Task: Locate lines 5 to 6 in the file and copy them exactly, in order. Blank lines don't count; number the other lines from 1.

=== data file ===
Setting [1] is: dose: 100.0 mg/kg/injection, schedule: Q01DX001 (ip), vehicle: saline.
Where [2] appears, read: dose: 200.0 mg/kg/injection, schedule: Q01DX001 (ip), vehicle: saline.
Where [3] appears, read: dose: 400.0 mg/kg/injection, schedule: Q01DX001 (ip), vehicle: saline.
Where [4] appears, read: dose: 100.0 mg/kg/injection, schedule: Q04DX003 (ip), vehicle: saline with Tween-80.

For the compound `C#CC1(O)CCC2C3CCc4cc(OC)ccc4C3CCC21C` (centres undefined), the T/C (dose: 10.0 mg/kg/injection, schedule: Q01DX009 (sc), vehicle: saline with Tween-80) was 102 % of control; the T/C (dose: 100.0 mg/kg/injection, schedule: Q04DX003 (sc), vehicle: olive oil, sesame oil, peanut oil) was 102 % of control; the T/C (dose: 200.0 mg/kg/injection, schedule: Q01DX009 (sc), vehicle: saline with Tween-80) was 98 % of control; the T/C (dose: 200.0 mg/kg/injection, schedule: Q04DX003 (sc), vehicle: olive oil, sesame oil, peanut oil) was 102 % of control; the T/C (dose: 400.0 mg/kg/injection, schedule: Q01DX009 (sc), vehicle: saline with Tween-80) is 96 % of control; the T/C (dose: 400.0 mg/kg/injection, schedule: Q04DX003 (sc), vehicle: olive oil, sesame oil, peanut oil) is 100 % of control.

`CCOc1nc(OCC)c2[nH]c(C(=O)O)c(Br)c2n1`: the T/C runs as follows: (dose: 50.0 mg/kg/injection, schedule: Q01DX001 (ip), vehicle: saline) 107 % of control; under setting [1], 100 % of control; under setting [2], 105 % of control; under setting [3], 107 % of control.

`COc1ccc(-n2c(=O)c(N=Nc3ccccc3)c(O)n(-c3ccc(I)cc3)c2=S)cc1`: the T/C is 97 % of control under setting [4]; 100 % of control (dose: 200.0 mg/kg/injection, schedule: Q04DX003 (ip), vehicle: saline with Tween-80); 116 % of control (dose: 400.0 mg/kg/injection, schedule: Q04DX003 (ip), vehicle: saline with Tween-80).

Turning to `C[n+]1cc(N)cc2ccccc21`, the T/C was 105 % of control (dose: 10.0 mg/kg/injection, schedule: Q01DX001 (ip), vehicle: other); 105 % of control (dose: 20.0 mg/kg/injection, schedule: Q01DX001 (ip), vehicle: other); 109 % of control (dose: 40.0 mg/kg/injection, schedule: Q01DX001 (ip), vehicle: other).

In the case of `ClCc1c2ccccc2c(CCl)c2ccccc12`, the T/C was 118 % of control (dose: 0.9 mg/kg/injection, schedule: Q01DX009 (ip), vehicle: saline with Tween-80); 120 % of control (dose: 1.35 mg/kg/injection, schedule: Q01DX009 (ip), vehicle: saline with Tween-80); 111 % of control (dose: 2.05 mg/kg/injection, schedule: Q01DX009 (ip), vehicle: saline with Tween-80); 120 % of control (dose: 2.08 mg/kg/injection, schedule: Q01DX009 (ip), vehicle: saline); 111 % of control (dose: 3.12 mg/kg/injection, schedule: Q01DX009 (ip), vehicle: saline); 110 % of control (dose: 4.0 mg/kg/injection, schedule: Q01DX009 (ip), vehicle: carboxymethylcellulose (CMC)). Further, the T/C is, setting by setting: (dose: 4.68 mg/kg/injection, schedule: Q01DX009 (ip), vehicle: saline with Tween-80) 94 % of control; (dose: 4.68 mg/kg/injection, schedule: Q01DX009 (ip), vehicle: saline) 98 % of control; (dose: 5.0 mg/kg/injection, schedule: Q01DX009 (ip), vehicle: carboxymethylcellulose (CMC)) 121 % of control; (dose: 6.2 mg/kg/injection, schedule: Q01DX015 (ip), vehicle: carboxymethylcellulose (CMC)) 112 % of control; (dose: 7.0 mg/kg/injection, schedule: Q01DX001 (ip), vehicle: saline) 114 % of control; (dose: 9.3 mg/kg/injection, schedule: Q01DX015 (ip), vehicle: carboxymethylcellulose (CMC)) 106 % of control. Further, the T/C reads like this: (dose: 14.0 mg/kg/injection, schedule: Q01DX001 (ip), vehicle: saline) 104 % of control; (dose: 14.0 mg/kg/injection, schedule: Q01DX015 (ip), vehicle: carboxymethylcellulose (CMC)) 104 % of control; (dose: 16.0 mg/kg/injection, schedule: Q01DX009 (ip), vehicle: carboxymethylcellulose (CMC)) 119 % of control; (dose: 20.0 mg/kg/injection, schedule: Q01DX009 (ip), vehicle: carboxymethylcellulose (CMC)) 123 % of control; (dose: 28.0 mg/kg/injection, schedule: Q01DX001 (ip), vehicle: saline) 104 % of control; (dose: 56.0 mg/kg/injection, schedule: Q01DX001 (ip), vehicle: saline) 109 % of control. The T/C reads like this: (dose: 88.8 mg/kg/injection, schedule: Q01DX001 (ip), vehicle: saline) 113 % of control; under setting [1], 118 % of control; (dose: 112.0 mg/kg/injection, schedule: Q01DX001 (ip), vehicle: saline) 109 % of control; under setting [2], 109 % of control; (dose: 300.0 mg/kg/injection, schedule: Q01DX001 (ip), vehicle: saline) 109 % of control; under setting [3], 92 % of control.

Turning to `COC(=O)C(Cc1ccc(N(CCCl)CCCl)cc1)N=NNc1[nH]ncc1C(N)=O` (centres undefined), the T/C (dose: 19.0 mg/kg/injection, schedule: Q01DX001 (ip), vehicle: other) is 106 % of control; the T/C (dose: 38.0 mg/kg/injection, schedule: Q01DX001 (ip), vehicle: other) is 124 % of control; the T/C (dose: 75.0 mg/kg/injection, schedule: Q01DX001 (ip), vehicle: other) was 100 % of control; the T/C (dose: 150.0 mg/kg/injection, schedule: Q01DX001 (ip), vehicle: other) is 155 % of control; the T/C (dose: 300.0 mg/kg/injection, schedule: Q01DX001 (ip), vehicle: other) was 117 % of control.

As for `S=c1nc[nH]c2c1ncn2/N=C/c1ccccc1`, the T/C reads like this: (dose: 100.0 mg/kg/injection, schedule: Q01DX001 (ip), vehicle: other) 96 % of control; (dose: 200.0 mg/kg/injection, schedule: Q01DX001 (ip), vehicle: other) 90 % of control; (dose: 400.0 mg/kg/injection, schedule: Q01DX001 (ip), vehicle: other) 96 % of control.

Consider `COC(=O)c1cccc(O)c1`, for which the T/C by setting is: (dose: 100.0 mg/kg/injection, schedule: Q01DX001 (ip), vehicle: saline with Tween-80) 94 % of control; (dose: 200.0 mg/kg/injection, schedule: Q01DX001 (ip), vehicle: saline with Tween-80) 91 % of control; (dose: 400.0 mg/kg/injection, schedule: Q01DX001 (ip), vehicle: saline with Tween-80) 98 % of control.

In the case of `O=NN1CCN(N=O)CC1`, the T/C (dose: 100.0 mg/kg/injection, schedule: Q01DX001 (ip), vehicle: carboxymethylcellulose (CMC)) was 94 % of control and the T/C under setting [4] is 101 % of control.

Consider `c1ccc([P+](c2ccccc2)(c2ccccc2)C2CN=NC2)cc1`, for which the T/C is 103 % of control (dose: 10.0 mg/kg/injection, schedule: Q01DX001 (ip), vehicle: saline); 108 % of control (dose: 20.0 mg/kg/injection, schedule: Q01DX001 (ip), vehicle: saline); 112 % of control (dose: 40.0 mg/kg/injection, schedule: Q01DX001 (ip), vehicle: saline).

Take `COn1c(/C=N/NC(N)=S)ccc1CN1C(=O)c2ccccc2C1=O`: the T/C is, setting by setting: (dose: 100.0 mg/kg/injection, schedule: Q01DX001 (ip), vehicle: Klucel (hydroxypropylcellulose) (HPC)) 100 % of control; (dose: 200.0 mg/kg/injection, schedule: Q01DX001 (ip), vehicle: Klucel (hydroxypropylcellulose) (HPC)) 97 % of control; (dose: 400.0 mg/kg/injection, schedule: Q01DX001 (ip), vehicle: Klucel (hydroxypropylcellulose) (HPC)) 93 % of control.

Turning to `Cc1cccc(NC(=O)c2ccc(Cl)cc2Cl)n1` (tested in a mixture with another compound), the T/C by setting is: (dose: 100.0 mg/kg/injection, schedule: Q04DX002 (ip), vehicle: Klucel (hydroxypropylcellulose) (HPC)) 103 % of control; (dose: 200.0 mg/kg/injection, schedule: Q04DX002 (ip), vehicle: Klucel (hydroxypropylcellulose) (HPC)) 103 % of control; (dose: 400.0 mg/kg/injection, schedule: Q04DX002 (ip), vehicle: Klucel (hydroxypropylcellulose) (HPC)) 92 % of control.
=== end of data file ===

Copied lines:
For the compound `C#CC1(O)CCC2C3CCc4cc(OC)ccc4C3CCC21C` (centres undefined), the T/C (dose: 10.0 mg/kg/injection, schedule: Q01DX009 (sc), vehicle: saline with Tween-80) was 102 % of control; the T/C (dose: 100.0 mg/kg/injection, schedule: Q04DX003 (sc), vehicle: olive oil, sesame oil, peanut oil) was 102 % of control; the T/C (dose: 200.0 mg/kg/injection, schedule: Q01DX009 (sc), vehicle: saline with Tween-80) was 98 % of control; the T/C (dose: 200.0 mg/kg/injection, schedule: Q04DX003 (sc), vehicle: olive oil, sesame oil, peanut oil) was 102 % of control; the T/C (dose: 400.0 mg/kg/injection, schedule: Q01DX009 (sc), vehicle: saline with Tween-80) is 96 % of control; the T/C (dose: 400.0 mg/kg/injection, schedule: Q04DX003 (sc), vehicle: olive oil, sesame oil, peanut oil) is 100 % of control.

`CCOc1nc(OCC)c2[nH]c(C(=O)O)c(Br)c2n1`: the T/C runs as follows: (dose: 50.0 mg/kg/injection, schedule: Q01DX001 (ip), vehicle: saline) 107 % of control; under setting [1], 100 % of control; under setting [2], 105 % of control; under setting [3], 107 % of control.